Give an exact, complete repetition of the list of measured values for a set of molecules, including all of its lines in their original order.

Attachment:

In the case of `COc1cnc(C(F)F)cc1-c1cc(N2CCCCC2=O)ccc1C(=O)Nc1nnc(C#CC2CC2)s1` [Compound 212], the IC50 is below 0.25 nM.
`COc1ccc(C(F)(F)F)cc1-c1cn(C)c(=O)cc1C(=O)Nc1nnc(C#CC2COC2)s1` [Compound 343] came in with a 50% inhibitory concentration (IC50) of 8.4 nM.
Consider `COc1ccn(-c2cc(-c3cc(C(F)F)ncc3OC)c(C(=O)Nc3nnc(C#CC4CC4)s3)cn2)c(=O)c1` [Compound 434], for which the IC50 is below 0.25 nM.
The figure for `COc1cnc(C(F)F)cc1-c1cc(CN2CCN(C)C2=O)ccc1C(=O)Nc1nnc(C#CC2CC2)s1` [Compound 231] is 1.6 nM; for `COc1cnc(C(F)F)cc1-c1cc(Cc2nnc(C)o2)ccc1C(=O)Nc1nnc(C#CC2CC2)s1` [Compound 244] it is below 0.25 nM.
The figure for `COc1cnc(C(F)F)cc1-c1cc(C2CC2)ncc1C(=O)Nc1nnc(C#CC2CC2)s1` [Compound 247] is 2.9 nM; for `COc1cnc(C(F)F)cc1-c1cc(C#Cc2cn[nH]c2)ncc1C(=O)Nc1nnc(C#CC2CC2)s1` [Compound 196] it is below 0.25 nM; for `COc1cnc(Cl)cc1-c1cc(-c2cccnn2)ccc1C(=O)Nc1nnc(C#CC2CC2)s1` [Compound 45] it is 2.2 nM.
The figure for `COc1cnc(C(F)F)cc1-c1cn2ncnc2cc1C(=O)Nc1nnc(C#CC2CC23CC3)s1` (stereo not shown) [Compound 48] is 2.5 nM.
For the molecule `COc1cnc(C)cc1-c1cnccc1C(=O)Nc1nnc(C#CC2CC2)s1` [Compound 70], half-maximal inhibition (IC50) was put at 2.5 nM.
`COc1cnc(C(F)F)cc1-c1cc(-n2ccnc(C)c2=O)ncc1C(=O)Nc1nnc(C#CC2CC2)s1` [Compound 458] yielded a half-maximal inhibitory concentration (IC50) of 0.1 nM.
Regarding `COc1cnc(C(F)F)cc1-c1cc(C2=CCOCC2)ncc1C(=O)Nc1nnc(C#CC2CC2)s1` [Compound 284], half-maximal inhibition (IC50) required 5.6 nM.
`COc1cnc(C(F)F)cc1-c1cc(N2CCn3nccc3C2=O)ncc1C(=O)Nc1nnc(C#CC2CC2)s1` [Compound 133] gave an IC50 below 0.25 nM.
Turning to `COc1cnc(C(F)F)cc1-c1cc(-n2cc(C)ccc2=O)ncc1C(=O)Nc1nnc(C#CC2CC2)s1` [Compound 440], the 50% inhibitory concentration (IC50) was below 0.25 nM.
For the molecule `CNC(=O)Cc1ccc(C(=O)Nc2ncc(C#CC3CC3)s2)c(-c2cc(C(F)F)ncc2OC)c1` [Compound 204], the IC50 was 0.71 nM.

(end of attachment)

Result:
In the case of `COc1cnc(C(F)F)cc1-c1cc(N2CCCCC2=O)ccc1C(=O)Nc1nnc(C#CC2CC2)s1` [Compound 212], the IC50 is below 0.25 nM.
`COc1ccc(C(F)(F)F)cc1-c1cn(C)c(=O)cc1C(=O)Nc1nnc(C#CC2COC2)s1` [Compound 343] came in with a 50% inhibitory concentration (IC50) of 8.4 nM.
Consider `COc1ccn(-c2cc(-c3cc(C(F)F)ncc3OC)c(C(=O)Nc3nnc(C#CC4CC4)s3)cn2)c(=O)c1` [Compound 434], for which the IC50 is below 0.25 nM.
The figure for `COc1cnc(C(F)F)cc1-c1cc(CN2CCN(C)C2=O)ccc1C(=O)Nc1nnc(C#CC2CC2)s1` [Compound 231] is 1.6 nM; for `COc1cnc(C(F)F)cc1-c1cc(Cc2nnc(C)o2)ccc1C(=O)Nc1nnc(C#CC2CC2)s1` [Compound 244] it is below 0.25 nM.
The figure for `COc1cnc(C(F)F)cc1-c1cc(C2CC2)ncc1C(=O)Nc1nnc(C#CC2CC2)s1` [Compound 247] is 2.9 nM; for `COc1cnc(C(F)F)cc1-c1cc(C#Cc2cn[nH]c2)ncc1C(=O)Nc1nnc(C#CC2CC2)s1` [Compound 196] it is below 0.25 nM; for `COc1cnc(Cl)cc1-c1cc(-c2cccnn2)ccc1C(=O)Nc1nnc(C#CC2CC2)s1` [Compound 45] it is 2.2 nM.
The figure for `COc1cnc(C(F)F)cc1-c1cn2ncnc2cc1C(=O)Nc1nnc(C#CC2CC23CC3)s1` (stereo not shown) [Compound 48] is 2.5 nM.
For the molecule `COc1cnc(C)cc1-c1cnccc1C(=O)Nc1nnc(C#CC2CC2)s1` [Compound 70], half-maximal inhibition (IC50) was put at 2.5 nM.
`COc1cnc(C(F)F)cc1-c1cc(-n2ccnc(C)c2=O)ncc1C(=O)Nc1nnc(C#CC2CC2)s1` [Compound 458] yielded a half-maximal inhibitory concentration (IC50) of 0.1 nM.
Regarding `COc1cnc(C(F)F)cc1-c1cc(C2=CCOCC2)ncc1C(=O)Nc1nnc(C#CC2CC2)s1` [Compound 284], half-maximal inhibition (IC50) required 5.6 nM.
`COc1cnc(C(F)F)cc1-c1cc(N2CCn3nccc3C2=O)ncc1C(=O)Nc1nnc(C#CC2CC2)s1` [Compound 133] gave an IC50 below 0.25 nM.
Turning to `COc1cnc(C(F)F)cc1-c1cc(-n2cc(C)ccc2=O)ncc1C(=O)Nc1nnc(C#CC2CC2)s1` [Compound 440], the 50% inhibitory concentration (IC50) was below 0.25 nM.
For the molecule `CNC(=O)Cc1ccc(C(=O)Nc2ncc(C#CC3CC3)s2)c(-c2cc(C(F)F)ncc2OC)c1` [Compound 204], the IC50 was 0.71 nM.